• SAP Research in Brisbane had created a screen cast of their first Gadget. A gadget where people could collaborate on creating a process model. After the collaboration was done it was possible to export the process model and implement the model in SAP BPM. The screen cast show how complex gadgets can be and how they can assist with the collaboration. Also see Richards Hircsh response, which contains some insight full comments about the status.
  • LinkedProcess trying to make a more general protocol for Wave. The blog Social Computing or Let the bots talk! Gives a great overview of the technology, which allows the user to submit scripts to be executed on other hosts via XMPP.
  • CodeBot – A Coding Robot for Google Wave contains a demo on how to syntax highlight code in the wave.
  • Eye on FDA: Google Wave, Part 2 Examples on how Wave can be used in the pharmacy industry to help in some of the processes they have. It is always nice to get some concrete examples on how Wave can be used to help organizations.
  • App Engine SDK 1.2.5 released which is not Wave, but has some very interesting perspectives for Wave. It supports XMPP, which could mean that it is possible create wave clients/servers on Appengine.
  • I found the youtube video embedded below on, it is rather old now. It contains some interesting facts. 50 enginers in Google working on Wave. Make sure the protocol is open. Takes 2½ half year with the first wave application, but they hope that other groups will implement servers faster. Google compliments Twitter, and are working on ways to integrate twitter closer with wave.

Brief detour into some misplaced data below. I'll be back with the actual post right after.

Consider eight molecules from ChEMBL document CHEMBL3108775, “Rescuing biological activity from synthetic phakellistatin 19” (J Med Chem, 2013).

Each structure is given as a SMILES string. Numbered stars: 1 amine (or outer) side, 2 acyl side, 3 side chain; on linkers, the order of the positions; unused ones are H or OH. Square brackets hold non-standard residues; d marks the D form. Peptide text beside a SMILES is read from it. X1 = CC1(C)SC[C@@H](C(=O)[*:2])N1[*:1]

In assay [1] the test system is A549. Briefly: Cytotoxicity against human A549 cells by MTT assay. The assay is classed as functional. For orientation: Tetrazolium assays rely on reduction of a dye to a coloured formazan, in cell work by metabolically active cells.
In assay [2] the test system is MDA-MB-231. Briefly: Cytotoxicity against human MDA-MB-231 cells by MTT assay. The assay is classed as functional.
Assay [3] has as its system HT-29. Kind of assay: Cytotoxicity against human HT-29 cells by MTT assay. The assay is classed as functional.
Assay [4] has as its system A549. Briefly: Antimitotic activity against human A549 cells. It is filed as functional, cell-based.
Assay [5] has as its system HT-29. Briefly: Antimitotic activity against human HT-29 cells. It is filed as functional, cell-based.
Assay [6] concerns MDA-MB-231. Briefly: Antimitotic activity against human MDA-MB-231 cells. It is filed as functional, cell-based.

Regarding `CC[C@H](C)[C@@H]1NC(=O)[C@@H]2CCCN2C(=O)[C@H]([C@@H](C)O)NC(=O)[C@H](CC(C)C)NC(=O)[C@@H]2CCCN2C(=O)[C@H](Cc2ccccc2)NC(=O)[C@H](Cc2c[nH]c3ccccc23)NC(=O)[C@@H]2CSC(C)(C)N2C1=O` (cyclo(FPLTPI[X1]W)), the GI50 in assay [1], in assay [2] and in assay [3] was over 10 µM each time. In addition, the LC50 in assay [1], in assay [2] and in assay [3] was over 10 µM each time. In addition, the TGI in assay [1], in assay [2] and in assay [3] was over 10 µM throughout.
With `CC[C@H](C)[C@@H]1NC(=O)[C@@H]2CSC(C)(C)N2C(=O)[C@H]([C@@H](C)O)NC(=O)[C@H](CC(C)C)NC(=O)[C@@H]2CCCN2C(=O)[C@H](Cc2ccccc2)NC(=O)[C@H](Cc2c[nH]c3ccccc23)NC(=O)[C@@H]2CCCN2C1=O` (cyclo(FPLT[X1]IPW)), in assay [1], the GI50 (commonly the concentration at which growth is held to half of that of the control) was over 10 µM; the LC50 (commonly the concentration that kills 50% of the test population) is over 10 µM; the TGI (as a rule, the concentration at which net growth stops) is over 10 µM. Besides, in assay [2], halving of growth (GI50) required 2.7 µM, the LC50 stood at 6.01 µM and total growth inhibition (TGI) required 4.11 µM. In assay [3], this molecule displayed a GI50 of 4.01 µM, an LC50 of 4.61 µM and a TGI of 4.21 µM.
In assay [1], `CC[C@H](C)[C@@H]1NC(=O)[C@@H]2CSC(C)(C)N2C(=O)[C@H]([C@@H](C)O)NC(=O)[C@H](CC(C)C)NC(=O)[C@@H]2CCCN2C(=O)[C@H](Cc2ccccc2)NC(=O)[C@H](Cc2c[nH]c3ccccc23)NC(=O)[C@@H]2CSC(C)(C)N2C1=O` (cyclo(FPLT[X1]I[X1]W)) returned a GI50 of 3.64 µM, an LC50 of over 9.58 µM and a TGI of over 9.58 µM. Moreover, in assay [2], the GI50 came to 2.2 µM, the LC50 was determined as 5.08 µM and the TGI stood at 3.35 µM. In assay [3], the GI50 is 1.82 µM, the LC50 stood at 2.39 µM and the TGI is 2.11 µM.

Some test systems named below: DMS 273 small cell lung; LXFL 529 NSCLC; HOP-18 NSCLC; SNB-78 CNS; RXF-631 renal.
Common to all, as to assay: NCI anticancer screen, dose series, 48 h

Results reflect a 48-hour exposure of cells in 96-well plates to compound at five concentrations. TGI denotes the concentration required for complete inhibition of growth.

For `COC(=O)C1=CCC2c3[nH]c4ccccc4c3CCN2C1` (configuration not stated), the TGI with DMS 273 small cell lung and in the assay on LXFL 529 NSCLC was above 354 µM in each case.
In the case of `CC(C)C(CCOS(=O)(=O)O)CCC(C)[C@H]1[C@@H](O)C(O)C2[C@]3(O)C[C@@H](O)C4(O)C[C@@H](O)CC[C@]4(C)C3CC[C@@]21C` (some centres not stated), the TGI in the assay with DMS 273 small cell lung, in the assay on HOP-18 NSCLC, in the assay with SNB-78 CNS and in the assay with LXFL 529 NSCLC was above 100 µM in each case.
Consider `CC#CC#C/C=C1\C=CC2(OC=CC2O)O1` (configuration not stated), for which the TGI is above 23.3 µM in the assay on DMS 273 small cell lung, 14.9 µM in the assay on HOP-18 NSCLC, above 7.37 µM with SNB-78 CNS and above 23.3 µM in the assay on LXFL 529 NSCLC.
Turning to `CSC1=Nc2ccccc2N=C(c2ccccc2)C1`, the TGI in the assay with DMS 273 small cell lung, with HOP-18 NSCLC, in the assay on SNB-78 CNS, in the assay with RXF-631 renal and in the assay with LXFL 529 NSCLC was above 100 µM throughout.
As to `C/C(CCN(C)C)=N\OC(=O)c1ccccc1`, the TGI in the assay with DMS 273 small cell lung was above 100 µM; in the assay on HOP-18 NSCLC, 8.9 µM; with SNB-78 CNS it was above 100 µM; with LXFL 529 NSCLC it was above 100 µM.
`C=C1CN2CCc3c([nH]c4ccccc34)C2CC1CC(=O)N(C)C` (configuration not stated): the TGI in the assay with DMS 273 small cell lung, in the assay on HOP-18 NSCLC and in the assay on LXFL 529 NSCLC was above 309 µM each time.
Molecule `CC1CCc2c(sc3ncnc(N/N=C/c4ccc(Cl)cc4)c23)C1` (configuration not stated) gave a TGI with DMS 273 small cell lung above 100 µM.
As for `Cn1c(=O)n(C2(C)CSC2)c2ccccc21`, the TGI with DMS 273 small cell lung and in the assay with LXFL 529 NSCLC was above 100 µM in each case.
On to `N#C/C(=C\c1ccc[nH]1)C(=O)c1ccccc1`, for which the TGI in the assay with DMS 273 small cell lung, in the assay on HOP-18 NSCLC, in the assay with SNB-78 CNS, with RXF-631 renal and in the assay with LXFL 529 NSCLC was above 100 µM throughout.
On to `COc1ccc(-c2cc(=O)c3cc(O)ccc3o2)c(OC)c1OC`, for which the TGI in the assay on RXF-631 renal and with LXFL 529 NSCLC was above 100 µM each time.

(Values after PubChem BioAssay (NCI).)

• Björn Wibben has created a blog about using jQuery in gadgets it looks quite interesting.
  • 7 Reasons Why Google Wave Is Going To Be Awesome
    has some interesting summerization of the features of Wave.

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Coming changes to Google Wave API

Tommy Pedersen shared the link to what is coming in the API.

It looks like the developer preview will stop on September 30th, and then we must hope we can get an account on the production system. So we will not float without wave access for a long time.

What is interesting is that Douwe Osinga from Google is sharing, what they believe they can achieve before the end of the developer preview.

The things I think is the most exciting news are the following:

  • The Robots can use other addresses that name@appspot.com. That could mean you could have more robots on the same application making the robots tailored to the user. Also we will see that robots will exist on our own servers and not app-engine.
  • A better integration between robots in to Wave, so they robot can perform tasks even the wave is not active by a user.
  • Gadgets better support for using Google Web Toolkit, will make it easier for everyone (how is not a Javascript master) to make Gadgets. This is probably lower the barrier to create Gadgets.
  • OpenSocial integration for both robots and gadgets. That is something that I’ll need to look more into.
  • Insert simple HTML into the waves. This is not possible now, so the robots can make some better looking content easy. Then we need to consider using CSS on the document.
  • Open source the robot API it does not matter much now, but for the adoption that will probably make things easier.

I’m impressed with the plan Google has created for the development of the Google Wave API. I hope they have made some of the improvements already otherwise they will have a hard time implementing them all.